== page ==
Mica homeowners will take their campaign to the EU next month as they attempt to secure 100% redress for their defective homes. 

Thousands of homes in Donegal have been affected by the mineral muscovite mica, which affects the cohesion of cement and damages the structural integrity of homes. 

The Irish Government introduced the Defective Concrete Blocks Grant Scheme to cover 90% of rebuild costs for impacted homes. 

However, campaigners have demanded 100% Redress, No Less and organized a large protest outside Government buildings last month involving up to 25,000 demonstrators. 

A delegation of mica homeowners will now make a presentation to the European Committee on Petitions in Brussels on December 1, according to long-time campaigner Eileen Doherty. 

Doherty told Donegal Now that the delegation will consist of a combination of people from the Mica Action Group and other campaigners. 

Any EU citizen or resident of a member state submit a petition to the European Parliament on an issue that comes within the EU's fields of activity and affects them directly. The petition can be submitted individually or in association with others and may take the form of a complaint or a request related to public or private interests.

She said that the delegation represents 20 affected families and will meet MEPs in Brussels. 

"We want to meet as many MEPs and officials in Europe and tell them the story of the mica in Donegal.

"The petitions talk about why Ireland did not adhere to this legislation. They are an opportunity for each of the families to tell their story, to talk about how mica has impacted their lives, as a consequence of this lack of adherence to legislation." 

Two presenters will deliver the petitions on December 1, while the families will also have the chance to speak if they wish, Doherty said. 

Doherty said that there are EU directives that center around how concrete blocks are brought into the Irish market but said that the Irish Government failed to ensure compliance with the directive. 

She said that legislation has also existed in Ireland since 1949 governing the incorporation of mica in concrete products and added that the Irish Government has failed to adhere to its own legislation.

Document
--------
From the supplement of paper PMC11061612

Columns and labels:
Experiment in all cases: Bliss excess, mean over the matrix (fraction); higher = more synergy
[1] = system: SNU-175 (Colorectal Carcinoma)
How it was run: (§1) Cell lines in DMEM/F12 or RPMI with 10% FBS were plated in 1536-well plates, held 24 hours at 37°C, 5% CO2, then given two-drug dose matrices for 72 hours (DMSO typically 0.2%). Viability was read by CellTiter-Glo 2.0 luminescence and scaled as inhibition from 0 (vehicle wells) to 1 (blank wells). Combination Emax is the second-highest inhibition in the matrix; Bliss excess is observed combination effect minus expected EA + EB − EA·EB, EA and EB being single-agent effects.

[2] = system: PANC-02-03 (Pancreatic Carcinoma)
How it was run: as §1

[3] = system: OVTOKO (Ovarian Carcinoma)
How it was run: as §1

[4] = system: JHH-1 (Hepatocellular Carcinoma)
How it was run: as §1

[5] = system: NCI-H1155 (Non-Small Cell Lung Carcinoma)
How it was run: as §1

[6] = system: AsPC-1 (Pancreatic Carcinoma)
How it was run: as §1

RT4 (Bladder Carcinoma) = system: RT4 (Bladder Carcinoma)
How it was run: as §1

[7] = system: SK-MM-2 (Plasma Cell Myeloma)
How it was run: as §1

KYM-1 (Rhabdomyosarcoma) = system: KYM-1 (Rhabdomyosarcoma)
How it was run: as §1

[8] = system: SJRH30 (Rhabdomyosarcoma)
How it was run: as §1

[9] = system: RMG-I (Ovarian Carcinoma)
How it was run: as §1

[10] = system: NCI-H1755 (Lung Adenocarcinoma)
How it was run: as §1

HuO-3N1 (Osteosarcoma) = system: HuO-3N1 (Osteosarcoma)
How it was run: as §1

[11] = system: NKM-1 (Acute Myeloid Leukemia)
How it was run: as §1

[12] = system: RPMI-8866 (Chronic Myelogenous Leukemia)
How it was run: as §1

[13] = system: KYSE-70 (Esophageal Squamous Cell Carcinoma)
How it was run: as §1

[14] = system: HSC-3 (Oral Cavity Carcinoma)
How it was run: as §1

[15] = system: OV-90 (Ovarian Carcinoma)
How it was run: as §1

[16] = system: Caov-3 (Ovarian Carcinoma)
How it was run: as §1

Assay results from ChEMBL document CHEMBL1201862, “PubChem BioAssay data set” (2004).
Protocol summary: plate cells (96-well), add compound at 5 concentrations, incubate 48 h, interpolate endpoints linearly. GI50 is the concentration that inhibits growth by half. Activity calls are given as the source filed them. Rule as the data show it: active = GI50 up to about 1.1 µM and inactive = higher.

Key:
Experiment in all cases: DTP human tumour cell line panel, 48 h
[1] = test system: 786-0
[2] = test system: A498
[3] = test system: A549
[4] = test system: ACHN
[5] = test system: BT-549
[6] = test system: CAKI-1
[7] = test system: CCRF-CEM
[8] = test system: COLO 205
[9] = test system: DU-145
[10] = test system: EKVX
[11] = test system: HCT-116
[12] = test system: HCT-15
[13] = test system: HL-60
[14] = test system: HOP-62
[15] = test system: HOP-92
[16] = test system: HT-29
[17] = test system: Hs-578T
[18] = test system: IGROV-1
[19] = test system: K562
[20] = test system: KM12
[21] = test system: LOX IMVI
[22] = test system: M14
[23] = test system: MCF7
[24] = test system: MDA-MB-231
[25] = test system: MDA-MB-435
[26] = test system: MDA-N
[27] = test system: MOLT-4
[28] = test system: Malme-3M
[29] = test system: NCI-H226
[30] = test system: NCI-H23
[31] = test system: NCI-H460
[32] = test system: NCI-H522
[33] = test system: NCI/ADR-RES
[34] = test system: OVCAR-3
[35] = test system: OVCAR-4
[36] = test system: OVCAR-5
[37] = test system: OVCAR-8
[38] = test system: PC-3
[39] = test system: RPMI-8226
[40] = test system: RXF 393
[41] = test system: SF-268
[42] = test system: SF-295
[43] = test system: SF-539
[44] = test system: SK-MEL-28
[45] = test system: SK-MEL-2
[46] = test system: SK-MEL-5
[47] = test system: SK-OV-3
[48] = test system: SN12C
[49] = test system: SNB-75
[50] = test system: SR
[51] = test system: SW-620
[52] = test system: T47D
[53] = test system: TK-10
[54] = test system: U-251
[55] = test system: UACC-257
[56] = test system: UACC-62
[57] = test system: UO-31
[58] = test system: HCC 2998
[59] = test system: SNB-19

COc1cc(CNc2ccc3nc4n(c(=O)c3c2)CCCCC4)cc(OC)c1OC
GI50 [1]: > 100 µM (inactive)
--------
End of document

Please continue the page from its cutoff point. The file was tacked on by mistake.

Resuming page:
"We directly presented to the Irish Government the results of the survey we did in 2014 and, even at that time, we were able to provide a huge amount of information. The point is, the Irish Government has been remiss. It has not only failed to adhere to its own legislation. It has also failed to adhere to EU legislation, which is why we have submitted eight petitions to the European Committee on Petition," Doherty said. 

"Usually, the European Committee on Petitions reviews petitions and puts them online to garner as many signatures as possible. Based on that, petitioners normally get an invitation to present their case to the Committee.

"However, in our case, the Committee has reviewed our petitions and has not even required us to put them online for signatures." 

Meanwhile, members of the Irish Cabinet were set to discuss a memo regarding the mica redress scheme on November 9, but that has been delayed.

Responding to the delay, Sinn Fein TD for Donegal Pearse Doherty aid on November 3: "I am deeply disappointed, to say the least, that the Government is going to miss the deadline once again to do what is right by the families in Donegal and elsewhere who are suffering as a result of no regulation or light-touch regulation.

"Their houses are crumbling around them.

"The extended deadline, 9 November, is now going to be missed by the Cabinet because it has not got its act together. That is not acceptable to the many families who are in mental turmoil waiting for the Government to do the right thing. It is not on."